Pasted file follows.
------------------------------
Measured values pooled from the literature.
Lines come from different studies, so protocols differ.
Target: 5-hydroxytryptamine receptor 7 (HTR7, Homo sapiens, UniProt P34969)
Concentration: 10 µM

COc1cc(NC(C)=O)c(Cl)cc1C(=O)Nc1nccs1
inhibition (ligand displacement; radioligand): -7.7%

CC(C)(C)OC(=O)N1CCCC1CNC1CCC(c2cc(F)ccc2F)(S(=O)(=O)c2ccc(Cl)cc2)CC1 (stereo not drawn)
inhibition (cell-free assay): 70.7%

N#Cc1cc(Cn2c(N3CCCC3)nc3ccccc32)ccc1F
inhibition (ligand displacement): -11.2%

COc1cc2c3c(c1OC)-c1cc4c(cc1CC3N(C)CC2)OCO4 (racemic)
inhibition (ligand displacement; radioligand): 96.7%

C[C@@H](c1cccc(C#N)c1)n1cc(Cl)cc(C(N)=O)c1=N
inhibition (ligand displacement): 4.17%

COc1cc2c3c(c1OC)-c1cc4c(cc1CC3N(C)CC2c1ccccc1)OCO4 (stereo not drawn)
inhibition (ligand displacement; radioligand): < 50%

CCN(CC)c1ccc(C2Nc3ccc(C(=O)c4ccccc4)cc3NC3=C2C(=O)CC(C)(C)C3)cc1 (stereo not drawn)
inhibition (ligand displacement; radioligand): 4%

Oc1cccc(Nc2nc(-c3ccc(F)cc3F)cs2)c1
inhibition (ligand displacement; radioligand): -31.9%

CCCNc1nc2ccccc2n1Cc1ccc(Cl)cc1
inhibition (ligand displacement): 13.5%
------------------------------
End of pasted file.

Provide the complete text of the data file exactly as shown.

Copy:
Measured values pooled from the literature.
Lines come from different studies, so protocols differ.
Target: 5-hydroxytryptamine receptor 7 (HTR7, Homo sapiens, UniProt P34969)
Concentration: 10 µM

COc1cc(NC(C)=O)c(Cl)cc1C(=O)Nc1nccs1
inhibition (ligand displacement; radioligand): -7.7%

CC(C)(C)OC(=O)N1CCCC1CNC1CCC(c2cc(F)ccc2F)(S(=O)(=O)c2ccc(Cl)cc2)CC1 (stereo not drawn)
inhibition (cell-free assay): 70.7%

N#Cc1cc(Cn2c(N3CCCC3)nc3ccccc32)ccc1F
inhibition (ligand displacement): -11.2%

COc1cc2c3c(c1OC)-c1cc4c(cc1CC3N(C)CC2)OCO4 (racemic)
inhibition (ligand displacement; radioligand): 96.7%

C[C@@H](c1cccc(C#N)c1)n1cc(Cl)cc(C(N)=O)c1=N
inhibition (ligand displacement): 4.17%

COc1cc2c3c(c1OC)-c1cc4c(cc1CC3N(C)CC2c1ccccc1)OCO4 (stereo not drawn)
inhibition (ligand displacement; radioligand): < 50%

CCN(CC)c1ccc(C2Nc3ccc(C(=O)c4ccccc4)cc3NC3=C2C(=O)CC(C)(C)C3)cc1 (stereo not drawn)
inhibition (ligand displacement; radioligand): 4%

Oc1cccc(Nc2nc(-c3ccc(F)cc3F)cs2)c1
inhibition (ligand displacement; radioligand): -31.9%

CCCNc1nc2ccccc2n1Cc1ccc(Cl)cc1
inhibition (ligand displacement): 13.5%